Feline folly

| 08 Sep 2016 | 03:53



Piff and people vs. the ASPCA — Piff’s at home. His condition still awaiting diagnosis. He’s eating, drinking water, roaming around the house. He’s losing weight and his paw looks awful. Readers were livid after reading about Piff’s plight and his abominable treatment at the ASPCA. After being checked in for an oversized, possibly infected, paw, Piff was weighed and measured but not examined although a veterinarian was present. Piff, brought in by his owner and another relative, got there in the early afternoon and waited and waited and waited. Nobody at this humane society thought to examine his unsightly paw. After several hours, Piff and family left. The $85 fee paid on walking in was returned. Erica F, in an email, said in part, “Poor animal. That is a sad story about Piff and even sadder to hear that the ASPCA discriminates between recognized and new patients. I thought they were better than that. I am glad you brought that to the surface, Arlene.” And former Upper East Sider Judy Joy Ross, now a Portlandia, emailed that she was a “longtime supporter of the shelter system and a transplanted NYer” and was “appalled by Piff’s plight ... what a different tale for my elderly rescue chihuahua, Missi, who was diagnosed with congestive heart failure. The PIXIE PROJECT adoption agency, dissuaded me from costly imaging tests, called my vet to explain that I am a senior on a fixed budget and arranged for Missi to receive free donated medications.” A far far cry from the inhumane treatment Piff got at the ASPCA. The ASPCA should be serving walk-ins in their facility as well as those who have been there before. Let’s not have a new classification for discrimination.

Primary’s on — Finally, Primary Day, Sept. 13, is upon us and the voters will speak. The last days of August saw candidates and their minions out on the street campaigning and handing out literature. The candidates in the Civil Court judicial primary in the 76th Assembly District, Sabrina Kraus and Susan Avery, are both Housing Court judges. Originally there were going to be four in the race. Another female candidate dropped out. The male candidate did not get on the ballot after a challenge from Susan Avery. Whoever wins the race will be a Civil Court Judge. No Republican opponent in November. The major contention in the race is that Sabrina Kraus has been reported out of the Manhattan Democratic Party Judicial Screening Panel, which is the process for electing judges in Manhattan, and Susan Avery was not. Hence Avery is challenging Kraus in the Primary.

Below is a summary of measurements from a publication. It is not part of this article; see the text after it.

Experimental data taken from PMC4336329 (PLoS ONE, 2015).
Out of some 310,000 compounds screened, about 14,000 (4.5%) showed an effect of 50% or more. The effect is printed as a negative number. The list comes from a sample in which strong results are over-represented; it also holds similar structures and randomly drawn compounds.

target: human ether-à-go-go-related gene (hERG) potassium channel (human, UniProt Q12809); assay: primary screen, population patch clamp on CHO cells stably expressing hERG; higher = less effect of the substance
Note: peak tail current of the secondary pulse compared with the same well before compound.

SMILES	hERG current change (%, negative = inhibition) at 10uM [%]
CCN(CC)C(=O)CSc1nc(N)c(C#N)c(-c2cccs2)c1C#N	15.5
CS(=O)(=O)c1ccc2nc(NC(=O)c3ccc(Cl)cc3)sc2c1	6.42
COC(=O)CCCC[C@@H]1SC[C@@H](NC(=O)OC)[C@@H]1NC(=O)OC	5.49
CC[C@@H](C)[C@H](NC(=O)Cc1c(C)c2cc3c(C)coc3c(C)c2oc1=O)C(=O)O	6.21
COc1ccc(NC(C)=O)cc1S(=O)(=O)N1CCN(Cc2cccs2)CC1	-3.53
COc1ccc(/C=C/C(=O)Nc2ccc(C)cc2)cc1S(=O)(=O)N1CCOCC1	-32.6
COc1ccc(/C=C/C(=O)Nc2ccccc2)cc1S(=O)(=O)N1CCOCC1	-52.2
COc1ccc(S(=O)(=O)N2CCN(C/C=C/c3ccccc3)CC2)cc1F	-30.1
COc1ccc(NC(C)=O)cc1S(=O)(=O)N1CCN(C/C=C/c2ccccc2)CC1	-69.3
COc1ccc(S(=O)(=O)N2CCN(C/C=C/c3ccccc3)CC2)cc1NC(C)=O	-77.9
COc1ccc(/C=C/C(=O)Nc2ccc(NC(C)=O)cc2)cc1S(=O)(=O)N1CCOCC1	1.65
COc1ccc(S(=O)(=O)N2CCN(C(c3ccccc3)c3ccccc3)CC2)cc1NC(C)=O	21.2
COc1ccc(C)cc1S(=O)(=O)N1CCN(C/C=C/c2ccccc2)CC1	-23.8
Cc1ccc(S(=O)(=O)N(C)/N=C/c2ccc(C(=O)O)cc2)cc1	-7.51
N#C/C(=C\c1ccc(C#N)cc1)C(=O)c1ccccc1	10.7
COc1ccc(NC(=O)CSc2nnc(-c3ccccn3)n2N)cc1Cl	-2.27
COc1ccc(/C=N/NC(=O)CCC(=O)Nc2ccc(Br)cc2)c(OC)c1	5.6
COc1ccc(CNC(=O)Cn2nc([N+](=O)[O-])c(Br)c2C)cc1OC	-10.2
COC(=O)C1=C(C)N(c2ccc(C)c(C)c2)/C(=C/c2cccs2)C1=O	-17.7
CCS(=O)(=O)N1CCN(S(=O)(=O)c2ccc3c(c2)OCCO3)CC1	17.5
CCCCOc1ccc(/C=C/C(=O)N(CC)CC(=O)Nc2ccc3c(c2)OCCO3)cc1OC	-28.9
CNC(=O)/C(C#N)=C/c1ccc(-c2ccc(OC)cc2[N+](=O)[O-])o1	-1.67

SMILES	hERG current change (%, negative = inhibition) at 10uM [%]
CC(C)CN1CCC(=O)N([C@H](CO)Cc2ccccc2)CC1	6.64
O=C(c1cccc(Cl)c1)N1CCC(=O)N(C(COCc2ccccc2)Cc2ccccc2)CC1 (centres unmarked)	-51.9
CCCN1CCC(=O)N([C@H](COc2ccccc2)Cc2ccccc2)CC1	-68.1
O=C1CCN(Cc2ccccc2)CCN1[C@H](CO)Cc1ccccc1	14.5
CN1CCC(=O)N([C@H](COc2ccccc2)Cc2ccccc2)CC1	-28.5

Speaking of Judicial Panels — The Judicial Screening Panel for the Manhattan Democratic Party reported out 13 candidates, five of whom are East Siders — Judge David Cohen, Judge Melissa Crane, Judge Jennifer Schechter, Judge Adam Silvera, Judge Alex Tisch. Congratulations to all of the candidates.

Clueless at 12 Down — Before buying the Sunday NY Times, I check to see if the Magazine section is there. Smaller than the broadsheet, it can easily fall out. Or removed by someone who pulls it out and forgets to put it back. Will Shortz’s crossword puzzle is the first go-to. Can’t say that I complete every puzzle, but that doesn’t deter me. The temptation to access Rex Parker’s finished puzzles online is ever-present, but I forge on, most times. On a recent Sunday, the clue at 12 Down was “Subj. for an au pair, maybe.” Three letters, abbreviated. Hmm. I didn’t need Rex for that one. Had to be, “ESL.” Translated, English as a Second Language. OMG, Will. Stereotyping. Assumptions. Not you. Not The NY Times. Especially since the 8/14/16 puzzle’s theme was Moral Thinking.

Bus stop Hell — The mantra for bus riders these days is Where’s the bus stop, where’s the bus stop? No answer. The street paving projects being undertaken — if not welcome as an intrusion — are necessary as anyone who traverses the city and crosses the streets can attest. Paving requires trucks, equipment, manpower which means that streets have to be closed and buses re-routed and bus stops temporarily relocated. OK. And how does the public know where to find the new bus stop. With all the planning, preparation and resources why didn’t some body on the payroll figure out that signage was needed, in LARGE PRINT, saying where the temporary stop was re-located. Without it, you have irate, tired riders chasing buses and standing mid-street waving down buses at the old bus stop location. And then the re-routed buses, both local and limited, don’t necessarily make the usual stops, leaving riders to walk blocks on end. It’s a challenge to everyone but particularly those who use wheelchairs and walkers or have other disabilities. It’s a real pain. And for no reason. Somebody has to take responsibility.